Contact: Roland Watson, roland@dictatorwatch.org


January 13, 2004

This is an update on the internally displaced person (IDP) crisis now in progress in eastern Burma. Please also see www.dictatorwatch.org/prhumancrisis.html, and for associated photography, www.dictatorwatch.org/phshows/ethniccleansing.html. (Note: one of the photos is disturbing.)

As described in the following report, there are now over 2,000 new IDPs inside Karen State. They are the subjects of ethnic cleansing – it is happening Right Now – and are under extreme duress. Without relief, which can only come if the nations of the world, and the United Nations, demand that the SPDC cease and desist, many of them will die. This demand can be made directly through envoys resident in Rangoon, to the SPDC’s representatives around the world, and through their primary foreign ally, Prime Minister Thaksin Shinawatra of Thailand. Further, if this demand is not met, we recommend intervention, a humanitarian military intervention, to save these individuals’ lives.

If you are a democracy activist, please do everything you can to bring this pressure to bear, including by informing any press contacts that you have. This is news from Burma that should not be ignored.

Regarding the SPDC leaders, Than Shwe, Maung Aye and Khin Nyunt, we should remember the IDPs when we consider their “roadmap to democracy” and “national convention.” The generals are among the most brutal, despicable people on earth. If they are not rightly killed in the liberation of the nation, they must be jailed for life.

Free Burma Rangers report
Karen and Karenni Update
January 11, 2004

There are now over 1,000 Karenni IDPs and 1,000 Karen IDPs on the Karen-Karenni border, just inside northern Muthraw district, Karen State. This is due to ongoing attacks by the Burma Army.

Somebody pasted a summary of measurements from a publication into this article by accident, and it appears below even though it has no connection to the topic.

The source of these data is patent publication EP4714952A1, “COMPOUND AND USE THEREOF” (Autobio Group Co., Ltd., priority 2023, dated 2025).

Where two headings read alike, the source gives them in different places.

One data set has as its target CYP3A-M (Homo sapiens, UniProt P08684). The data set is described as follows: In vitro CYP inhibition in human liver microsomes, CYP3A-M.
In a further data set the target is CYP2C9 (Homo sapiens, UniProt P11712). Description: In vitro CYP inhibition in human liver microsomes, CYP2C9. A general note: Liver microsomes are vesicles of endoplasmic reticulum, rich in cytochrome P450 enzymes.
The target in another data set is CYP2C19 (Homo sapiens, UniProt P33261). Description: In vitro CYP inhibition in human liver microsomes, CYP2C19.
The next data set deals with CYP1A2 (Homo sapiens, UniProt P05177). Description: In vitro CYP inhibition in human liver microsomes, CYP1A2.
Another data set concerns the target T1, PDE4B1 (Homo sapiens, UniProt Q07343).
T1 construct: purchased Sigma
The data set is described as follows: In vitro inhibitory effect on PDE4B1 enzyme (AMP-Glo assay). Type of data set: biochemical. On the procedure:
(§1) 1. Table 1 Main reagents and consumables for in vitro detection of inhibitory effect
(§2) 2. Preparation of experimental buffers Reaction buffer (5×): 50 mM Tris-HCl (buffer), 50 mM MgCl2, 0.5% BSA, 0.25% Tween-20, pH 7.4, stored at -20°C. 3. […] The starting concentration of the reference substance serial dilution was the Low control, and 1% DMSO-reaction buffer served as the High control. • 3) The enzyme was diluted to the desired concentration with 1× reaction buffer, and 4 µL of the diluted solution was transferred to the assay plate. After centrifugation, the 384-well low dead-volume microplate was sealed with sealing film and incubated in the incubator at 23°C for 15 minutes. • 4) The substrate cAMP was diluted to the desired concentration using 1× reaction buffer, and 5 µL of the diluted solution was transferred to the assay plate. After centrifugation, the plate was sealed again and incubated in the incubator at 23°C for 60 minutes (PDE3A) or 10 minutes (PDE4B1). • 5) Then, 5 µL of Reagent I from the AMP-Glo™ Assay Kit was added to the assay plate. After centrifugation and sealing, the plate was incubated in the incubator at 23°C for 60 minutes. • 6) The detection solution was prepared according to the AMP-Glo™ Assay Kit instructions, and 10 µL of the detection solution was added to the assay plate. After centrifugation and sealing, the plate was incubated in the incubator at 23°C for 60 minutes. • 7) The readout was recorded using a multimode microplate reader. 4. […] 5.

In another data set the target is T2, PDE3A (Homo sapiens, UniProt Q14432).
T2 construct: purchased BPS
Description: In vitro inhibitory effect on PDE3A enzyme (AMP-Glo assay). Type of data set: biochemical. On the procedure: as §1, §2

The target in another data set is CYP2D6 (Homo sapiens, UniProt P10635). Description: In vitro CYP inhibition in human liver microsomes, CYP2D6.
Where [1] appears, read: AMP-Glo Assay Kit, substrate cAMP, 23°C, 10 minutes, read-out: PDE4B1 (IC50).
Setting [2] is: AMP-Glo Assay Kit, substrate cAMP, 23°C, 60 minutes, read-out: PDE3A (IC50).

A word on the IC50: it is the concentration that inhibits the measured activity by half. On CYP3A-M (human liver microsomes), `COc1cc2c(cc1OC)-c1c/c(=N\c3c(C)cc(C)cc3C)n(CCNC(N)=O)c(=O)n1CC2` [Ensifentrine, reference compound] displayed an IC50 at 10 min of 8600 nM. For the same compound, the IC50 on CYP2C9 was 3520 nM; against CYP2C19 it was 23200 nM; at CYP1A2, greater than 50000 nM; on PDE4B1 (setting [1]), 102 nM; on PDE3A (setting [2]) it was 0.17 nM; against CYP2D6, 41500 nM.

The Burma Army is concentrating on clearing all Karenni refugees out of southern Karenni State and is burning rice barns, chasing civilians out of their villages, and laying landmines around the abandoned villages. The Burma Army has crossed over to the Karen State side of the border and chased the villagers of Ka Lae Lo, Lay Wa, Say Ba Ti and Marmee from their villages. They burned down 2 rice barns at Ka Lae Lo village and planted a landmine on the main trail out of Ka Lae Lo about 500 meters from the village. On January 7 at 11.45 (Burma Time), a 17-year-old boy stepped on a landmine (Burma Army mine MM2 or the same type Chinese manufacture), outside of Ka Lae Lo village and lost his leg from the knee down. A FBR team who was nearby interviewing the villagers whose rice barns were burned along with another KNU medic responded and applied first aid. An emergency amputation was conducted and the boy was stabilized and then carried for four days to a mobile clinic. He is alive and is recovering. On Jan 8, the same FBR team witnessed the Burma Army burn down a villagers rice barn (Yu Hae Daw Ko village farm), across the river in Karenni State. Karenni villagers fleeing the attacks reported that three persons had died of starvation inside Karenni State and that many more were trapped in the jungle north of the Mawchi-Toungoo road. An unknown number of Karenni IDPs have fled to Toungoo District of the Karen state. On 26 December 2003, the Burma Army ordered all Karenni villagers north and south of the Mawchi road to relocate to Mahntahlayn near Pasaung (on the west bank of the Salween river), or be shot on site. On 29 December the Burma army began to force these villagers out of their villages. The largest concentration of IDPs who have fled these attacks are in the northern Muthraw district, where 995 Karenni IDPs and 678 Karen IDPs are in hiding together. Rice is running out and although there is a relief team providing emergency medical assistance, medicine will run out in two weeks if there is no resupply. Karenni have reported that the Burma Army is building a new road from Mawchi south east to Htee Lay Kee in #1 township of District 2 to serve the new Wolfram mine there. The Burma Army has forced the villagers of #2 and # 3 townships of District 2 to relocate along the Mawchi-Toungoo road and to porter for the Burma Army as well as to build a new army camp one mile west of Mawchi at Kaw Ku. This started on December 10, 2003. Also starting on this same date, 80 Karenni women and 40 Karenni men have been forced to carry supplies for the Burma Army from Mawchi to the Karen-Karenni border. The Karenni also report that the Burma Army has brought 1,000 new soldiers up from the Kaukkyi area (Naunglybin District, Karen state), to reinforce these operations. The Karenni say the Burma Army is taking advantage of the Karen unofficial ceasefire to concentrate their forces against the Karenni.